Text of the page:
Macau hosts glittering Asian Film Awards

MACAO (AFP) - Chinese cinema's leading lights dominated the winners' podium at the star-studded Asian Film Awards on Wednesday, with local stars scooping three of the four top prizes in the glitzy gambling hub of Macau.

The Golden Era, a biopic of an acclaimed Chinese writer directed by Hong Kong's Ann Hui, earned her the Best Director award, while the Best Movie gong went to Blind Massage from controversial director Lou Ye, a story based on the little-known industry in China that featured blind amateur actors.

Continuing China's run of luck, the prize for Best Actor went to rising local star Liao Fan, who bagged the award for his role in cop thriller Black Coal, Thin Ice.

Liao, who made his fame by winning the top acting award at the Berlin International Festival last year, said he was delighted to have won.

"I used my instincts to act. I will keep trying new roles," he told reporters at the backstage after receiving the award.

Hui, whose movie also had the most nominations with five, said she was "very happy" with the director's award.

She jokingly said she wanted to "donate" half of the trophy to the movie's crew for their key role in making it a success.

The awards, organised by the Hong Kong International Film Festival and now in their ninth year, were held at Macau's luxurious Venetian resort, and are aimed at celebrating the region's finest cinematic talents.

In a surprise win, South Korea's Bae Doona took the Best Actress award for her portrayal of a police officer struggling in her male-dominated workplace after moving to a remote seaside town in A Girl At My Door.

She beat out Chinese favourites Gong Li, Zhao Wei and Tang Wei for the award, telling journalists: "I didn't expect this... I am very happy," and adding she hoped to act in movies "beyond boundaries".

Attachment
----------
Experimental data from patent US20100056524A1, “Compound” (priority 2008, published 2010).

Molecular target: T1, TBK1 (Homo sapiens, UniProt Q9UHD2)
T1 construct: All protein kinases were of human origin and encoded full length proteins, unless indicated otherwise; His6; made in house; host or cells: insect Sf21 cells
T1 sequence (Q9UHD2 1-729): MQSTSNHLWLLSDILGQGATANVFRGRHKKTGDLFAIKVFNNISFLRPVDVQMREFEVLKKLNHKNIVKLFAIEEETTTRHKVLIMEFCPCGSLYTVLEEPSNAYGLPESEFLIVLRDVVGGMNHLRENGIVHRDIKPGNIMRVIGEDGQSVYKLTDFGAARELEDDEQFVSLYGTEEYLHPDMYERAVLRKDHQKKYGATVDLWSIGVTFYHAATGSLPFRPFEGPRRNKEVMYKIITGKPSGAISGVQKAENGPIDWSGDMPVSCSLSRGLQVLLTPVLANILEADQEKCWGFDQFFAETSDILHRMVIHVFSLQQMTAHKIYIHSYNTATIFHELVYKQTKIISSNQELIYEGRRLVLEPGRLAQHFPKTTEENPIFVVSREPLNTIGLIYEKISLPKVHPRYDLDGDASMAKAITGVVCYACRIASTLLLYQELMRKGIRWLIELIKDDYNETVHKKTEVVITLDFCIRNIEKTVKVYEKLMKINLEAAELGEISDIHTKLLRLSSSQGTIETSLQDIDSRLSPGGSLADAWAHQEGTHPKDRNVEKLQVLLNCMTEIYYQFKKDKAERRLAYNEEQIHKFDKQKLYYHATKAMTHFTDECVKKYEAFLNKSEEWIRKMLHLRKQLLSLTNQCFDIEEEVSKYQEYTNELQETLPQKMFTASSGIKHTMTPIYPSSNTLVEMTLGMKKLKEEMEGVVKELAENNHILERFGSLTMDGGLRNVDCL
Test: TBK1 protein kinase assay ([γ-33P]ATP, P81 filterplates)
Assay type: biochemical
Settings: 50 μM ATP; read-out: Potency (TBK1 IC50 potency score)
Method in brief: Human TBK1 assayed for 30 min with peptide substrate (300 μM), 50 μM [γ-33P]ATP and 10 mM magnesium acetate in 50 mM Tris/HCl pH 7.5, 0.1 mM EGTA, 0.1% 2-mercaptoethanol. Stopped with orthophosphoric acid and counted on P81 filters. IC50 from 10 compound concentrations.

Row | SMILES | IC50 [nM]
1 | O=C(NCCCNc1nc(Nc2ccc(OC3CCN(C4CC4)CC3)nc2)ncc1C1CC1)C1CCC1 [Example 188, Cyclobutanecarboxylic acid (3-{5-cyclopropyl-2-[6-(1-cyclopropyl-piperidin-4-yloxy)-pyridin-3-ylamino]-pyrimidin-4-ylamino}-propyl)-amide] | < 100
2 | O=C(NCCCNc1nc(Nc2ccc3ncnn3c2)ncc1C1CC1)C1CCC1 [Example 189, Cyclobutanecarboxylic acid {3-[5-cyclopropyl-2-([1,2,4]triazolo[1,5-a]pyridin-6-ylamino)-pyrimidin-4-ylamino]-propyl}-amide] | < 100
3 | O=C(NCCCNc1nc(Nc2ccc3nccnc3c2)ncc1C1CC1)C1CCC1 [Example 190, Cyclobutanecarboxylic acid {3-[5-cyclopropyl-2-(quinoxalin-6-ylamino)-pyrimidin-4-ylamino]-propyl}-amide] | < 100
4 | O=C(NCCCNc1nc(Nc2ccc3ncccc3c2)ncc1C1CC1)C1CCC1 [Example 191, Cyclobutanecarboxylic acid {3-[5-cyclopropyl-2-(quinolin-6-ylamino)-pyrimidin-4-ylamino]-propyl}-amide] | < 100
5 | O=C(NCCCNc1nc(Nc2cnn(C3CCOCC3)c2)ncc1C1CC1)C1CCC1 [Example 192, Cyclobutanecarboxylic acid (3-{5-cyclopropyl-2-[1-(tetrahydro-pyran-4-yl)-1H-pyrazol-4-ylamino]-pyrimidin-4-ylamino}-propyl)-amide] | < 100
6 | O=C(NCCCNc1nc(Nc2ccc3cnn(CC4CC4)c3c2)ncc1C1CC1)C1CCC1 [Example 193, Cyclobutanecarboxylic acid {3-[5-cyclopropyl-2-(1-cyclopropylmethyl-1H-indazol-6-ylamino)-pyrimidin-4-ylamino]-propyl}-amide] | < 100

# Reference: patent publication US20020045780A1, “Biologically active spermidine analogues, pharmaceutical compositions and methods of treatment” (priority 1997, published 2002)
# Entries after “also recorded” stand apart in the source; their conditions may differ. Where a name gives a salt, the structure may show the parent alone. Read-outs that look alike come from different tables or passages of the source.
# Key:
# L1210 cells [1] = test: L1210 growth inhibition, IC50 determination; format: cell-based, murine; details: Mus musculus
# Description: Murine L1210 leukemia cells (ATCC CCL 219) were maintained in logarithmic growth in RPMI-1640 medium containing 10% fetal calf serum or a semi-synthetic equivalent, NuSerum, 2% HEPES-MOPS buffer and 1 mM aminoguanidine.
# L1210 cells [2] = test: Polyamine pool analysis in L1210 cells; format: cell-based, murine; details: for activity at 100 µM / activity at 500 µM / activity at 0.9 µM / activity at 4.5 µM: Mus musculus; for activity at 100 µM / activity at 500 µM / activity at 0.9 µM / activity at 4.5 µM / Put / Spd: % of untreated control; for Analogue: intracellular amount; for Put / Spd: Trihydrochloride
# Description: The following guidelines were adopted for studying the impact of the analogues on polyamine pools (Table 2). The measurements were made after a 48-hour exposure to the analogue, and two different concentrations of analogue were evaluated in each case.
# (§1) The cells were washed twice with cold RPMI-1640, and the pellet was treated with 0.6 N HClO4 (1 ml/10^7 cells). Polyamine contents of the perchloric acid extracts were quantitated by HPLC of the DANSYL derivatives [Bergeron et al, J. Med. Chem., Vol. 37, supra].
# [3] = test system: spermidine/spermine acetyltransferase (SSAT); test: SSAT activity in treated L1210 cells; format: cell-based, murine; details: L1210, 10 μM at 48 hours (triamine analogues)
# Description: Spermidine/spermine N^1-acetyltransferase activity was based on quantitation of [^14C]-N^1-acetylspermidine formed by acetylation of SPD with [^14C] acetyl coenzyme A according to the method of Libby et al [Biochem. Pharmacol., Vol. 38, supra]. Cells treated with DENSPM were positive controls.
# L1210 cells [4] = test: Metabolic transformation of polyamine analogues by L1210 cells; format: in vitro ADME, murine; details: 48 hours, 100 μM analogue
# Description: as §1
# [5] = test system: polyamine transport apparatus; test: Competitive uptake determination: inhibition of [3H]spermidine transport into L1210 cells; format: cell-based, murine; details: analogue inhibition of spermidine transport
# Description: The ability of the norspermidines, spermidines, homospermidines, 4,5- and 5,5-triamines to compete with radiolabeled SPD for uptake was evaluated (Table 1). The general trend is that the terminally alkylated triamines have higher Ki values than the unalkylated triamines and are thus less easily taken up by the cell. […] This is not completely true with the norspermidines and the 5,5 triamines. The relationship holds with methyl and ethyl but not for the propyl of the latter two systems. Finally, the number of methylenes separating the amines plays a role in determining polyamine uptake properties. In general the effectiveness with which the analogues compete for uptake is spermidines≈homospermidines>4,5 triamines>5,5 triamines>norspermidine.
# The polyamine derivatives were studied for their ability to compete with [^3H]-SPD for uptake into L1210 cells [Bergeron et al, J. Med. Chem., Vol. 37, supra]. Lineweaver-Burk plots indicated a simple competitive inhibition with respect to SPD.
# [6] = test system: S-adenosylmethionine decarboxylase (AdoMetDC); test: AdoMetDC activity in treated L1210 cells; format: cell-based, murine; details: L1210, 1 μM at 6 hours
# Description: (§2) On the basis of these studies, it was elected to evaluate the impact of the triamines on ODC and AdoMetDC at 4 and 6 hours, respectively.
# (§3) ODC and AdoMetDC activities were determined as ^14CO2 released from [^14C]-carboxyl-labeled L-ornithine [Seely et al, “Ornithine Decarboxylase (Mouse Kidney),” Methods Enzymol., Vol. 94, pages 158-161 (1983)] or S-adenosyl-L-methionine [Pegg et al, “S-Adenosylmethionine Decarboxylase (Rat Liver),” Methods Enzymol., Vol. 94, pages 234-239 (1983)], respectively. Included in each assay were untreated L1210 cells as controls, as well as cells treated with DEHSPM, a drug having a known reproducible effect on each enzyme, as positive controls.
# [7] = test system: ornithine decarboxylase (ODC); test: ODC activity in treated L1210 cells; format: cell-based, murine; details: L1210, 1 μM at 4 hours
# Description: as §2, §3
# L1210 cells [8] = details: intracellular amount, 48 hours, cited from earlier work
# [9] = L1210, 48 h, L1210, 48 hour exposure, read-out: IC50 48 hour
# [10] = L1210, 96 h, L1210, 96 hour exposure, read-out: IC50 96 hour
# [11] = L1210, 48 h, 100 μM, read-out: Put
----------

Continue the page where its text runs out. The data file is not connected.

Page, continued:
Satirical movie Gone With The Bullets, set in 1920s Shanghai, won the most gongs, including Best Visual Effects, Best Production Designer, and Best Costume Design.

Im Kwon-taek, the 78-year-old veteran director of Painted Fire, was given a Lifetime Achievement Award for his transformational role in Korean cinema, while the Best Newcomer award went to Zhang Huiwen, who played the daughter of a man sent to a labour camp during the Cultural Revolution in Coming Home.

This year's awards were handed to a diverse list of countries, including Indonesia's The Raid 2: Berandal, which saw Gareth Evans winning the Best Editor award, and India, where Mikey McCleary won Best Composer for Margarita, With A Straw.

Earlier, fans packed a hall of a resort normally full of gamblers, screaming as their screen idols strutted the red carpet. The crowd went wild for several Korean celebrities including actor/singer Do Kyung-soo, who would later miss out on the Best Newcomer award, and boyband Infinite, who performed at the show.

Korea's brand of "K-pop" and its distinctive television dramas are ever more popular in the region, the latter driven by romantic plotlines and characters whose actors have become celebrities in their own right.


Best Movie: Blind Massage/China

Best Director: Ann Hui (The Golden Era)/Hong Kong

Best Actor: Liao Fan (Black Coal, Thin Ice)/China

Best Actress: Bae Doona (A Girl At My Door)/South Korea

Best Newcomer: Zhang Huiwen (Coming Home)/China

Best Supporting Actor: Wang Zhiwen (The Golden Era)/Hong Kong

Best Supporting Actress: Ikewaki Chizuru (The Light Shines Only There)/Japan

Best Screenwriter: Diao Yinan (Black Coal, Thin Ice)/China

Best Cinematographer: Zeng Jian (Blind Massage)/China

Best Editor: Gareth Evans (The Raid 2: Berandal)/Indonesia

Best Composer: Mikey McCleary (Margarita, With A Straw)/India

Best Visual Effects: Rick Sander, Christoph Zollinger (Gone With The Bullets)/China

Best Production Designer: Liu Qing (Gone With The Bullets)/China

Best Costume Designer: William Chang Suk-ping (Gone With The Bullets)/China

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